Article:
It sounds like something small, but it could be a factor in deciding which college would be a good fit for you – do most students have cars or not?
US News just published an article discussing: 11 Universities Where Students Rarely Bring Cars
Four universities reported that zero percent of students had cars on campus: Georgetown University in the District of Columbia; Johns Hopkins University in Baltimore; Princeton University in Princeton, New Jersey; and the University of Wisconsin—Madison.
Other universities on the list include Boston University, Boston College, MIT and University of California – Santa Barbara.
To see the full list and more details, access the full article.
Very interesting article by the Washington Post on Starting a college admission search? Here are a professor’s tips.
Some highlights from the article:
Selecting a college with your child is an agonizing ordeal. Triply agonizing, in fact. First, choosing the right school from among dozens of viable options is anxiety-inducing. Second, there’s the ignominy of actually having to listen to your teenager’s peculiar ideas as to what’s in his or her best interest. Finally, there’s the trauma of tuition. The cost of a college education, after all, can easily exceed a quarter-million dollars.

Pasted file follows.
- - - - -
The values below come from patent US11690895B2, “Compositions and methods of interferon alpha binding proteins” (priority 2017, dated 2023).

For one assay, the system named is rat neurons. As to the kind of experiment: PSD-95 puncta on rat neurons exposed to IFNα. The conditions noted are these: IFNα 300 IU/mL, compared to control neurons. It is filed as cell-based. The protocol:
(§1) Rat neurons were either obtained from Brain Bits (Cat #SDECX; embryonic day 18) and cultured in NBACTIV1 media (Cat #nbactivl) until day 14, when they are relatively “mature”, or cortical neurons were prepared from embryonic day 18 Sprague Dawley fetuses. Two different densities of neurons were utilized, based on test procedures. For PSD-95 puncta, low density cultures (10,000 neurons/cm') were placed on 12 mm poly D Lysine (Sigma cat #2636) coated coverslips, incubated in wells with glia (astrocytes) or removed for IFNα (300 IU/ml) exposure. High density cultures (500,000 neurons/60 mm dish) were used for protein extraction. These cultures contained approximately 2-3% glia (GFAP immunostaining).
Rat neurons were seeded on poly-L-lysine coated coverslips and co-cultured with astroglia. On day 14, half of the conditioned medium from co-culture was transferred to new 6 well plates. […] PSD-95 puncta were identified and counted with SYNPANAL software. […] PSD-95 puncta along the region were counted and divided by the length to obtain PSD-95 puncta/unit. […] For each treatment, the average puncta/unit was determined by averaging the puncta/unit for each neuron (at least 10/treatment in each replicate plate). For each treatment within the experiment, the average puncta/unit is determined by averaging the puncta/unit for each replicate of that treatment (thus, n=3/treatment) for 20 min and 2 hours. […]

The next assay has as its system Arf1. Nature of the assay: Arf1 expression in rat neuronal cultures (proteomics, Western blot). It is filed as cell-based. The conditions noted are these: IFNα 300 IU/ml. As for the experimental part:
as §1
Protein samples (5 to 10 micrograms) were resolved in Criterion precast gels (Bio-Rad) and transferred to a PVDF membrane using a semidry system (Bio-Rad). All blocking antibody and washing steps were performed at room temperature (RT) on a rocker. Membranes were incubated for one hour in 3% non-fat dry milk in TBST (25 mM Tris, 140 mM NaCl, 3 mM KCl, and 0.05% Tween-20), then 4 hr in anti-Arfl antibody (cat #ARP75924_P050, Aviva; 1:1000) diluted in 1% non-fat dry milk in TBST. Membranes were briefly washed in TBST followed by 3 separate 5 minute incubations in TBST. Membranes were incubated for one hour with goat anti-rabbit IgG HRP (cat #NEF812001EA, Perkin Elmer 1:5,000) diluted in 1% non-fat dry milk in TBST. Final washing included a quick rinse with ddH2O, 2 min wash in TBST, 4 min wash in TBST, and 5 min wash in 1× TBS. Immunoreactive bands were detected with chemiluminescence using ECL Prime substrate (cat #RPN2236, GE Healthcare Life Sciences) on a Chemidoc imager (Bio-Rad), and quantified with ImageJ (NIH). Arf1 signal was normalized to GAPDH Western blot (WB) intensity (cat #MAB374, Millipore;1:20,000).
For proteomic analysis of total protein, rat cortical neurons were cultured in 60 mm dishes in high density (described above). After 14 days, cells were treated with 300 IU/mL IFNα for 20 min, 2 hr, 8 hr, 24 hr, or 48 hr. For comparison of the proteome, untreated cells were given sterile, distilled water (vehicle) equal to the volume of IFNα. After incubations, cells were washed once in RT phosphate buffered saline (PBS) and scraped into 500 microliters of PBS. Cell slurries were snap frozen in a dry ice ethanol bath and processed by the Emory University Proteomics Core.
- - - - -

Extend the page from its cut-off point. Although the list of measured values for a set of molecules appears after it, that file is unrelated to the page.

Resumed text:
In hopes of somewhat alleviating your agony, I offer the following tips as you begin searching for a dream school. Having taught college for a quarter century, having sat on admissions committees, and having recently published a tell-all about American professors, permit me to make some helpful, and occasionally unorthodox, suggestions.
Read the 7 tips in the article including:
- Ignore the rankings
- Professors are important
- Class size
- Don’t trust, verify
Adam Weinberg (President of Denison University) wrote the following article:
A letter to parents from a college president (and a dad): How to choose the right college.
In it he writes some valuable tips including:
- Value comes largely from fit. If the fit is wrong it is nearly impossible to get a good education – no matter how good the college is
- Mentorship especially from a faculty member is crucial
- Students are more likely to succeed when they are able to participate in activities outside the classroom (student organizations, athletics etc)
- Students learn a lot from one another
- Discuss fit! Prefer small classes or lecture halls? More comfortable in urban setting or rural? What kinds of people do you thrive around?
- Choose a college where you can pursue your passions
- Visit the colleges if possible
For more tips read the entire article.